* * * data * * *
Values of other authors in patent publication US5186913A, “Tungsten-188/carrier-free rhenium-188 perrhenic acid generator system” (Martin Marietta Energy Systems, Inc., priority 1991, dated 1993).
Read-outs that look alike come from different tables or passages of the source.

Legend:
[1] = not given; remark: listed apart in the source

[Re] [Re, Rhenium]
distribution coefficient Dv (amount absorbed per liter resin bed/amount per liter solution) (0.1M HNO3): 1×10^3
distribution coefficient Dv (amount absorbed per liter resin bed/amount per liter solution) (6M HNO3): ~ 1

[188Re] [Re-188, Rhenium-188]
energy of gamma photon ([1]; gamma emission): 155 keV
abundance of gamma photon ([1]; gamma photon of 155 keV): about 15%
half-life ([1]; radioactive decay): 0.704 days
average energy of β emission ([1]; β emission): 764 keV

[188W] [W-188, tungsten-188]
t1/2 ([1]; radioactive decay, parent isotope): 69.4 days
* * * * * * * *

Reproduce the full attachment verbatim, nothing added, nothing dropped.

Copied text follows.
Values of other authors in patent publication US5186913A, “Tungsten-188/carrier-free rhenium-188 perrhenic acid generator system” (Martin Marietta Energy Systems, Inc., priority 1991, dated 1993).
Read-outs that look alike come from different tables or passages of the source.

Legend:
[1] = not given; remark: listed apart in the source

[Re] [Re, Rhenium]
distribution coefficient Dv (amount absorbed per liter resin bed/amount per liter solution) (0.1M HNO3): 1×10^3
distribution coefficient Dv (amount absorbed per liter resin bed/amount per liter solution) (6M HNO3): ~ 1

[188Re] [Re-188, Rhenium-188]
energy of gamma photon ([1]; gamma emission): 155 keV
abundance of gamma photon ([1]; gamma photon of 155 keV): about 15%
half-life ([1]; radioactive decay): 0.704 days
average energy of β emission ([1]; β emission): 764 keV

[188W] [W-188, tungsten-188]
t1/2 ([1]; radioactive decay, parent isotope): 69.4 days